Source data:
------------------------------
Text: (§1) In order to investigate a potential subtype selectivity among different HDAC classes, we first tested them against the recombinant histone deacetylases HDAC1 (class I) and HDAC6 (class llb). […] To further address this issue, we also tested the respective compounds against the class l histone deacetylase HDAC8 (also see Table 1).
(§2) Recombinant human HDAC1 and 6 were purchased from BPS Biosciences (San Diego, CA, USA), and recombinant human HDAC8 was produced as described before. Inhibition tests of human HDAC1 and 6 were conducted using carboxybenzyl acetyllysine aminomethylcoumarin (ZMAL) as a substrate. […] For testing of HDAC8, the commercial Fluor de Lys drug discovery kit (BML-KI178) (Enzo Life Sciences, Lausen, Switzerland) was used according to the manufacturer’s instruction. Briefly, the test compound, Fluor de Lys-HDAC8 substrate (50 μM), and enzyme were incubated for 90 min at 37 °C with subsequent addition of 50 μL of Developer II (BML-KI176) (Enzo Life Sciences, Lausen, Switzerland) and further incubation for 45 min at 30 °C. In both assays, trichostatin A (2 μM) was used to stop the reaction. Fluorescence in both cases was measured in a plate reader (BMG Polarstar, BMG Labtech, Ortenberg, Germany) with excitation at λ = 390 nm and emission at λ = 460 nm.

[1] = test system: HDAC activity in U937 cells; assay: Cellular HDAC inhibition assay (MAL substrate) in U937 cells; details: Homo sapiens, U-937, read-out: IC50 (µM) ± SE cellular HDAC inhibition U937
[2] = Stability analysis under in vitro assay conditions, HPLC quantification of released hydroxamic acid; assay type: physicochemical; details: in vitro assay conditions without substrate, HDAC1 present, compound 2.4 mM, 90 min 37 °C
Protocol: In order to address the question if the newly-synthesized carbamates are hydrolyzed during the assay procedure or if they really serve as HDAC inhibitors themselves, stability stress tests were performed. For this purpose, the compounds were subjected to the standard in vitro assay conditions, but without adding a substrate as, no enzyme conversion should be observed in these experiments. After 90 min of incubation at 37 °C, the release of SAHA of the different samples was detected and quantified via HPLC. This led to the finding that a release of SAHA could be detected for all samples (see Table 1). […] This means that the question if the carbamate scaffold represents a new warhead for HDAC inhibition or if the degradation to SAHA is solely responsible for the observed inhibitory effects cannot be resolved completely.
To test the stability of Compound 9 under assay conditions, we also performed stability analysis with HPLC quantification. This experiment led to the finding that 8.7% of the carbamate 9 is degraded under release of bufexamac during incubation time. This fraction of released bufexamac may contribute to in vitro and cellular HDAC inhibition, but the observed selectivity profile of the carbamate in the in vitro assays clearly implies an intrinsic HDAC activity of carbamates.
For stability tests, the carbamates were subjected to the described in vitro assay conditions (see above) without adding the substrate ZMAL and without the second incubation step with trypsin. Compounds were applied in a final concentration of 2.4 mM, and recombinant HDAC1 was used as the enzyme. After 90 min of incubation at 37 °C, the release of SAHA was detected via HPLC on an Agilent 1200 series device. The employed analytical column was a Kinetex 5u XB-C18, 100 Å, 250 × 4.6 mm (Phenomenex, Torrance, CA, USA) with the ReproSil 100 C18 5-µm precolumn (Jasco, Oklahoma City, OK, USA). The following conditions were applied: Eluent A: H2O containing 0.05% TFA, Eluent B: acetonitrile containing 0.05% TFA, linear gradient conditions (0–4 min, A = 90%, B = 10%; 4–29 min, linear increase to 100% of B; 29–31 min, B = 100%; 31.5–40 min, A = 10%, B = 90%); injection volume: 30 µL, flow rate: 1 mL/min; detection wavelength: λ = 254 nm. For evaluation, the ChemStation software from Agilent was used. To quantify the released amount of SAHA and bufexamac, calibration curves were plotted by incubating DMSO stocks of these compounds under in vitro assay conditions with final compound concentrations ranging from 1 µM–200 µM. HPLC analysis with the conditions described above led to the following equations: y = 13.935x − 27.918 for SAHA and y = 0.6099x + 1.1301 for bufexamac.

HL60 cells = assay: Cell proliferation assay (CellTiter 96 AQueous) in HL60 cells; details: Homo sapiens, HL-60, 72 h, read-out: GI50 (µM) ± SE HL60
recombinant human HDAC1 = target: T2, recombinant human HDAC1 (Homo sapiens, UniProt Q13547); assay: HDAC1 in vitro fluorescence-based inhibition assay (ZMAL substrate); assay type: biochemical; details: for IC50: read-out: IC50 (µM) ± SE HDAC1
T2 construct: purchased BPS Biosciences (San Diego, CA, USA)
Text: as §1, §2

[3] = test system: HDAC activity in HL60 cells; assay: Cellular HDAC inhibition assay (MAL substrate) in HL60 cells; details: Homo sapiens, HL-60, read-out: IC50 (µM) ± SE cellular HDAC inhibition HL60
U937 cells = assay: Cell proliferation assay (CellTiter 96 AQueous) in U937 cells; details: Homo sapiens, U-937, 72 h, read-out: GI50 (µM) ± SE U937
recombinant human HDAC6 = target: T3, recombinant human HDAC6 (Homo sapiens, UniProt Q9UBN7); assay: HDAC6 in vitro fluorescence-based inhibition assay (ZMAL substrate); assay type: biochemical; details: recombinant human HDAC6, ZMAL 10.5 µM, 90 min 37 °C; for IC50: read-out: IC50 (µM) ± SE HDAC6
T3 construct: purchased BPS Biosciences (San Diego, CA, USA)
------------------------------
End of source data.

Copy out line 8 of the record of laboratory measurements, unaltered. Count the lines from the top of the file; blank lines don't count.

HL60 cells = assay: Cell proliferation assay (CellTiter 96 AQueous) in HL60 cells; details: Homo sapiens, HL-60, 72 h, read-out: GI50 (µM) ± SE HL60